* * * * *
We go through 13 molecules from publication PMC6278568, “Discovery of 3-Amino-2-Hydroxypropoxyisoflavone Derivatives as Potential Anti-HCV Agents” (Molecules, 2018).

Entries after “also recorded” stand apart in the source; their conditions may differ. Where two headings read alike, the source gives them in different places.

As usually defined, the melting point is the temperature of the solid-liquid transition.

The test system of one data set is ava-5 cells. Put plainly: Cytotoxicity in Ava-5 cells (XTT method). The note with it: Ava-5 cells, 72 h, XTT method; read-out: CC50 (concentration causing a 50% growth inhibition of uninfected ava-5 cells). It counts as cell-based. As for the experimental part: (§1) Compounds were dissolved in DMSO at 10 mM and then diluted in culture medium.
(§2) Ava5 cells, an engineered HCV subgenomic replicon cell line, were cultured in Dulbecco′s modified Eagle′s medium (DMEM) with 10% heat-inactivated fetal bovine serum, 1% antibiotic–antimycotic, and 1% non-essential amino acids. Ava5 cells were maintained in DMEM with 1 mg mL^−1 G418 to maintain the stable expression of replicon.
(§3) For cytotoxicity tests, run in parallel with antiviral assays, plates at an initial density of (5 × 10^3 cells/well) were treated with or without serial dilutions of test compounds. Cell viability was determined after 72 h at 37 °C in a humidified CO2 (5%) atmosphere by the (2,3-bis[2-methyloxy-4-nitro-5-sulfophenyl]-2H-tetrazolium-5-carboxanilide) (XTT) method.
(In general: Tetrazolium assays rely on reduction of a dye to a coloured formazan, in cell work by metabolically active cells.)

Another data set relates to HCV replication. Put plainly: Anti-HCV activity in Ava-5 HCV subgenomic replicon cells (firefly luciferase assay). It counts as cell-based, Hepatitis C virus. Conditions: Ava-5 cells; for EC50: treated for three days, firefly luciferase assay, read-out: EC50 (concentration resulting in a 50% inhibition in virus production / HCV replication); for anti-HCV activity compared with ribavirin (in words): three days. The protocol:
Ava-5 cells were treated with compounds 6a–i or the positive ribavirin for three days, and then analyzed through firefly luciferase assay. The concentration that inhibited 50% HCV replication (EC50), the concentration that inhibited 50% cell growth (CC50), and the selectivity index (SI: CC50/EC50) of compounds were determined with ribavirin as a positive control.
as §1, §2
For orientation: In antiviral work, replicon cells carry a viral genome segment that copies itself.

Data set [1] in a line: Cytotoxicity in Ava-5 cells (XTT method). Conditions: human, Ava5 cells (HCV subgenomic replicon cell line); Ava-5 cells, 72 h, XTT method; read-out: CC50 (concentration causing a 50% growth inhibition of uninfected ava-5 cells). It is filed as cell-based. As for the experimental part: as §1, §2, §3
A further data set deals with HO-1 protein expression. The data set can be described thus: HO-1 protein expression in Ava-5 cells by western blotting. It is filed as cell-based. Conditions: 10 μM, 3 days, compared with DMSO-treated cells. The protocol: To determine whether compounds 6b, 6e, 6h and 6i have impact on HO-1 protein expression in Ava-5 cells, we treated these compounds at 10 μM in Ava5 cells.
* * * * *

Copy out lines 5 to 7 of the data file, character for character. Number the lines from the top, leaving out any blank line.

(§2) Ava5 cells, an engineered HCV subgenomic replicon cell line, were cultured in Dulbecco′s modified Eagle′s medium (DMEM) with 10% heat-inactivated fetal bovine serum, 1% antibiotic–antimycotic, and 1% non-essential amino acids. Ava5 cells were maintained in DMEM with 1 mg mL^−1 G418 to maintain the stable expression of replicon.
(§3) For cytotoxicity tests, run in parallel with antiviral assays, plates at an initial density of (5 × 10^3 cells/well) were treated with or without serial dilutions of test compounds. Cell viability was determined after 72 h at 37 °C in a humidified CO2 (5%) atmosphere by the (2,3-bis[2-methyloxy-4-nitro-5-sulfophenyl]-2H-tetrazolium-5-carboxanilide) (XTT) method.
(In general: Tetrazolium assays rely on reduction of a dye to a coloured formazan, in cell work by metabolically active cells.)